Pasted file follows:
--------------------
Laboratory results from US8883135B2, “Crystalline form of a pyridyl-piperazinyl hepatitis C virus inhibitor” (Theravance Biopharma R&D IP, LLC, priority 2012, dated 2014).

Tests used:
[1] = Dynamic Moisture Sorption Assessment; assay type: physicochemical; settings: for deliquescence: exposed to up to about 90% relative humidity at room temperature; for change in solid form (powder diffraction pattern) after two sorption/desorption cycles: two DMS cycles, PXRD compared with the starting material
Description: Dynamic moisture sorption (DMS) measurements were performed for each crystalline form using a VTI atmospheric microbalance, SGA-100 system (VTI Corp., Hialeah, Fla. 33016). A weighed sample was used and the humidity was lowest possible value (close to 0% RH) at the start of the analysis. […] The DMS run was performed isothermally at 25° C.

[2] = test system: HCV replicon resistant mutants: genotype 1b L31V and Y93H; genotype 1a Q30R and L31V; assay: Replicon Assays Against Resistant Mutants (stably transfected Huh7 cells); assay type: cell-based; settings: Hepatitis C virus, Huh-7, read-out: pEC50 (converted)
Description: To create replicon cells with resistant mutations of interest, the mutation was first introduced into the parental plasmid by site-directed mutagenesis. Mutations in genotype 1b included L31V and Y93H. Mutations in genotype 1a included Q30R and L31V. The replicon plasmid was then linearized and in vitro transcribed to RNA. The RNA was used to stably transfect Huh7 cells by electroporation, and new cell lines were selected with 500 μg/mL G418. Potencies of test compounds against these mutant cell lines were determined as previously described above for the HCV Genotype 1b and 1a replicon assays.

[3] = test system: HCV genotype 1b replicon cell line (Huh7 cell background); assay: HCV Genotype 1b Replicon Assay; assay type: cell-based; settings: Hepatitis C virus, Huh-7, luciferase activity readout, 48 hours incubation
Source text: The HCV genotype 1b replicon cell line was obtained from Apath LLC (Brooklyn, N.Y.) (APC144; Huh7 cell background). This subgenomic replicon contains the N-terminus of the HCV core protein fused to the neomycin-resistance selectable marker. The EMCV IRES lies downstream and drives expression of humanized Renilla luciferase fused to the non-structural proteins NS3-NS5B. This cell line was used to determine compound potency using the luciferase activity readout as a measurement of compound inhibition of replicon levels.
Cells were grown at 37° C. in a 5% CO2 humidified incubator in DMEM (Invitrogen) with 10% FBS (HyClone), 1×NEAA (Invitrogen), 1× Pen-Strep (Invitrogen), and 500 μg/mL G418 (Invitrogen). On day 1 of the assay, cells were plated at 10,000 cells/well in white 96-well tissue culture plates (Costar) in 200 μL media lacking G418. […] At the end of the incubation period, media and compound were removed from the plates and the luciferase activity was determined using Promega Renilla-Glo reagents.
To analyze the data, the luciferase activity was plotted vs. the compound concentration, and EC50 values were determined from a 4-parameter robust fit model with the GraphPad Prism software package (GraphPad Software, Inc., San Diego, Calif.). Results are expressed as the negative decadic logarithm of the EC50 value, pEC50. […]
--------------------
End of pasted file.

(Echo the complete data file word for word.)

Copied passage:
Laboratory results from US8883135B2, “Crystalline form of a pyridyl-piperazinyl hepatitis C virus inhibitor” (Theravance Biopharma R&D IP, LLC, priority 2012, dated 2014).

Tests used:
[1] = Dynamic Moisture Sorption Assessment; assay type: physicochemical; settings: for deliquescence: exposed to up to about 90% relative humidity at room temperature; for change in solid form (powder diffraction pattern) after two sorption/desorption cycles: two DMS cycles, PXRD compared with the starting material
Description: Dynamic moisture sorption (DMS) measurements were performed for each crystalline form using a VTI atmospheric microbalance, SGA-100 system (VTI Corp., Hialeah, Fla. 33016). A weighed sample was used and the humidity was lowest possible value (close to 0% RH) at the start of the analysis. […] The DMS run was performed isothermally at 25° C.

[2] = test system: HCV replicon resistant mutants: genotype 1b L31V and Y93H; genotype 1a Q30R and L31V; assay: Replicon Assays Against Resistant Mutants (stably transfected Huh7 cells); assay type: cell-based; settings: Hepatitis C virus, Huh-7, read-out: pEC50 (converted)
Description: To create replicon cells with resistant mutations of interest, the mutation was first introduced into the parental plasmid by site-directed mutagenesis. Mutations in genotype 1b included L31V and Y93H. Mutations in genotype 1a included Q30R and L31V. The replicon plasmid was then linearized and in vitro transcribed to RNA. The RNA was used to stably transfect Huh7 cells by electroporation, and new cell lines were selected with 500 μg/mL G418. Potencies of test compounds against these mutant cell lines were determined as previously described above for the HCV Genotype 1b and 1a replicon assays.

[3] = test system: HCV genotype 1b replicon cell line (Huh7 cell background); assay: HCV Genotype 1b Replicon Assay; assay type: cell-based; settings: Hepatitis C virus, Huh-7, luciferase activity readout, 48 hours incubation
Source text: The HCV genotype 1b replicon cell line was obtained from Apath LLC (Brooklyn, N.Y.) (APC144; Huh7 cell background). This subgenomic replicon contains the N-terminus of the HCV core protein fused to the neomycin-resistance selectable marker. The EMCV IRES lies downstream and drives expression of humanized Renilla luciferase fused to the non-structural proteins NS3-NS5B. This cell line was used to determine compound potency using the luciferase activity readout as a measurement of compound inhibition of replicon levels.
Cells were grown at 37° C. in a 5% CO2 humidified incubator in DMEM (Invitrogen) with 10% FBS (HyClone), 1×NEAA (Invitrogen), 1× Pen-Strep (Invitrogen), and 500 μg/mL G418 (Invitrogen). On day 1 of the assay, cells were plated at 10,000 cells/well in white 96-well tissue culture plates (Costar) in 200 μL media lacking G418. […] At the end of the incubation period, media and compound were removed from the plates and the luciferase activity was determined using Promega Renilla-Glo reagents.
To analyze the data, the luciferase activity was plotted vs. the compound concentration, and EC50 values were determined from a 4-parameter robust fit model with the GraphPad Prism software package (GraphPad Software, Inc., San Diego, Calif.). Results are expressed as the negative decadic logarithm of the EC50 value, pEC50. […]